West Side Rag’ Immigrant-inspired restaurant opens near ‘San Juan Hill’
Posted on April 16, 2022 at 06:40 by West Side Rag
By Scott Etkin
The Migrant Kitchen, a casual eatery serving cuisine inspired by immigrant communities, opens on Columbus Avenue between 67th and 68th streets on April 19.
The restaurant’s proximity to the neighborhood formerly known as San Juan Hill – the African-American, Afro-Caribbean and Puerto Rican community that predated Lincoln Square and was razed by “urban renewal” in the late 1950s – makes it a good place for co-founders Dan Dorado and Nasser Jaber. Dan said the current The Migrant Kitchen on the Upper East Side is more of an “express model”, while the UWS location will be the company’s “flagship”.
“Our whole brand looks through the lens of immigrants,” said Nasser, who shapes the business in multiple ways. First, Migrant Kitchen pays its employees “fair wages” above minimum wage. They also seek to hire recent immigrants, including Ukrainian refugees, and help their employees find and receive support from assimilation services.
Secondly, The Migrant Kitchen donates a portion of its sales to provide meals to those in need through The Migrant Kitchen Initiative – similar to how TOMS donates shoes and Warby Parker donates glasses . Nasser and Dan launched The Migrant Kitchen in October 2019 and when the pandemic hit, they began donating meals to frontline workers and understocked pantries. Within months, The Migrant Kitchen was “serving more than 60,000 meals a week to food-insecure communities across New York City,” it says on its website.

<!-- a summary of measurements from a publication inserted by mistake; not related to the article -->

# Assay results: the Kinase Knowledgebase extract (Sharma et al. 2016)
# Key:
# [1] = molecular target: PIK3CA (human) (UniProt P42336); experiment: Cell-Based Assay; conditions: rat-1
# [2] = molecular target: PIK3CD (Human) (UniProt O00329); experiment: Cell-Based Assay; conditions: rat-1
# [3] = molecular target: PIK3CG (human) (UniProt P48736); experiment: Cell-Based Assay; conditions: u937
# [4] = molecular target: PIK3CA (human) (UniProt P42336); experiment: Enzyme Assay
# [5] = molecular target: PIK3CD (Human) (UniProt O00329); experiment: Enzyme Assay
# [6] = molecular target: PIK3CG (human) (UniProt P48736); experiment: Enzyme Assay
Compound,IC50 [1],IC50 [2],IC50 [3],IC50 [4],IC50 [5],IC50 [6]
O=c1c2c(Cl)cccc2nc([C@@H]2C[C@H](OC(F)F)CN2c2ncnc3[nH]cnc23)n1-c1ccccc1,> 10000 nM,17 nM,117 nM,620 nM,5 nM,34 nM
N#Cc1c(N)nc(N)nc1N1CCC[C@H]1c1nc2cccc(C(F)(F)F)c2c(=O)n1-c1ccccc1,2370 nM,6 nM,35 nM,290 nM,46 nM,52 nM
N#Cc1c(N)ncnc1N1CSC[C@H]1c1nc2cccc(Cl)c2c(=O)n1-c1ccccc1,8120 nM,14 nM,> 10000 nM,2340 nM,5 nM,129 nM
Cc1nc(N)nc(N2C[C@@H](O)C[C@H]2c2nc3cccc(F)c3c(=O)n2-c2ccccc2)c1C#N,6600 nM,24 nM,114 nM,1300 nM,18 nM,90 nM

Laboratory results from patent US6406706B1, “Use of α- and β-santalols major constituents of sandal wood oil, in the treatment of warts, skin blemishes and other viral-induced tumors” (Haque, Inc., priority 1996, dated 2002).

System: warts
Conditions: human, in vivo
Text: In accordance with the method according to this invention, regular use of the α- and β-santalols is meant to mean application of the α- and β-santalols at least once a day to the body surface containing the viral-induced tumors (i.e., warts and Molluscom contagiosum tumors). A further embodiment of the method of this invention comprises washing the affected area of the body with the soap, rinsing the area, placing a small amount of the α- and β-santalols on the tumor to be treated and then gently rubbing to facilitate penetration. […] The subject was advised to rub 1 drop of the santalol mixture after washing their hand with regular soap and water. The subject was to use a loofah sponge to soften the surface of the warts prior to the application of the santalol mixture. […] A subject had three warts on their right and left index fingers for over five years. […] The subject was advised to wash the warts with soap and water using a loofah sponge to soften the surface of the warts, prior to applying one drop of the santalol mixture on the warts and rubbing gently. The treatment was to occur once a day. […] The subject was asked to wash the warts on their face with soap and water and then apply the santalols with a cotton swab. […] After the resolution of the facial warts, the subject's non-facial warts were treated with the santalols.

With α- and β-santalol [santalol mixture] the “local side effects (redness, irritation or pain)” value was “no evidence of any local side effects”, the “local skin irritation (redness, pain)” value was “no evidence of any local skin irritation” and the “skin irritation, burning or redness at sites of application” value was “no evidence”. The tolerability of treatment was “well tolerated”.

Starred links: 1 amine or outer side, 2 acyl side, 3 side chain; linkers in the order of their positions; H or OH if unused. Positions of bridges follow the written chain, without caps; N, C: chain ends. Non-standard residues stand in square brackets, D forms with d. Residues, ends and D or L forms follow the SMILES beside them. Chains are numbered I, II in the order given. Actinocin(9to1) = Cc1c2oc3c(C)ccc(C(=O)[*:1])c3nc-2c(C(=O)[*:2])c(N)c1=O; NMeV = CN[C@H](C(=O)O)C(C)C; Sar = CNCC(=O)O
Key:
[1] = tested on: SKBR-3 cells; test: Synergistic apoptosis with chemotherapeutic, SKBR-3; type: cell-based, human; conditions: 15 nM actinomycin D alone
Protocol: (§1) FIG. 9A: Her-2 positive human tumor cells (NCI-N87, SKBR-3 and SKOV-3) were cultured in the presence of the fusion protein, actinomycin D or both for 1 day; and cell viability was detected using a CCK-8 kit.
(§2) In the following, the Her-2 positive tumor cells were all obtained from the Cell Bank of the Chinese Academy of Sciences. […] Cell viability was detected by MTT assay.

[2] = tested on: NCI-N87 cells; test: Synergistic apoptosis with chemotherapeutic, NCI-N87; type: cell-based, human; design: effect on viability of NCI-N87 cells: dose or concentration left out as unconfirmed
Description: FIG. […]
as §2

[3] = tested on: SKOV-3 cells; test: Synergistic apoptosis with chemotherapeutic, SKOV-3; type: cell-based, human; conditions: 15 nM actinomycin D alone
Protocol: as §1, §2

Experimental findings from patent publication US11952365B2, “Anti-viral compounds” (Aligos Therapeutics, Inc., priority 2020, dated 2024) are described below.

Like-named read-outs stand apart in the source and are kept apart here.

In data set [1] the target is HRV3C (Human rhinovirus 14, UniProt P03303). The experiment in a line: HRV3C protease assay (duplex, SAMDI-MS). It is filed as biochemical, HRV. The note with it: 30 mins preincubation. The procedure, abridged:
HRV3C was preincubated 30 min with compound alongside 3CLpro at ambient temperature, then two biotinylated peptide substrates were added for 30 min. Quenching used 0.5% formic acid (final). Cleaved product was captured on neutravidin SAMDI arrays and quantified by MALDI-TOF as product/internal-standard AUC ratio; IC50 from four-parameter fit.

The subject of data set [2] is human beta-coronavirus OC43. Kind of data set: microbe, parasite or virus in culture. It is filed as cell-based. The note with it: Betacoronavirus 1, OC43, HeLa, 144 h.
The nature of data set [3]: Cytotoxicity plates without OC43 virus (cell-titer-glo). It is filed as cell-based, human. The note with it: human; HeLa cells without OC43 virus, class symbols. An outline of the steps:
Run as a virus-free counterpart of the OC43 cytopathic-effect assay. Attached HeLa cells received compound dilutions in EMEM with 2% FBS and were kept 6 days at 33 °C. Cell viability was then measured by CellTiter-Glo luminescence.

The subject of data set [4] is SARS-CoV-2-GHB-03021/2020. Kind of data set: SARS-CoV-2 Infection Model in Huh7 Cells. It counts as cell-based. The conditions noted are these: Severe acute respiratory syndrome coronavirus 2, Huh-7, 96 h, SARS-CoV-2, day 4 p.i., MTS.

Dan pointed out that the meals they give aren’t “just ham and cheese sandwiches.” These are “restaurant-quality meals” that are also “culturally appropriate” for the people in the communities that receive them. Although the peak of the pandemic is behind us, Dan feels the food insecurity problem has not improved. “Pantries always run out of food,” he said. “We’re doing our best, but we can’t plug all the holes.”
The menu at The Migrant Kitchen showcases the diversity of flavors of immigrant cultures. Highlights of the UWS menu, which extend beyond what is served on the East Side, include: chicken tinga empanadas, cauliflower shawarma wrap, roasted potato wedges with sumac and a bowl of grilled halloumi and chorizo. Even the mac and cheese side has a unique twist – it’s made with Oaxaca cheese and za’atar crumbs.
Nasser is originally from Palestine and Dan was born in Los Angeles to Mexican parents. After moving to the United States, Nasser worked in restaurants to pay for his education and eventually discovered that his true passion was food. Similarly, Dan fell in love with restaurants while working there in college. He eventually became the head chef of ilili, the famous Lebanese restaurant in NoMad (north of Madison Square Park). Nasser has worked with the US government in Turkey and Sweden to support refugees through food and agricultural programs.
The Migrant Kitchen represents “new American cuisine,” Dan said. “It’s always ‘sandwiches, bowls and salads,'” he smiles. “They’re just with different flavors, different spices, and different ingredients” that we might be used to.
From April 19, The Migrant Kitchen will be open Tuesday through Saturday from 9 a.m. to 4 p.m. and available for delivery.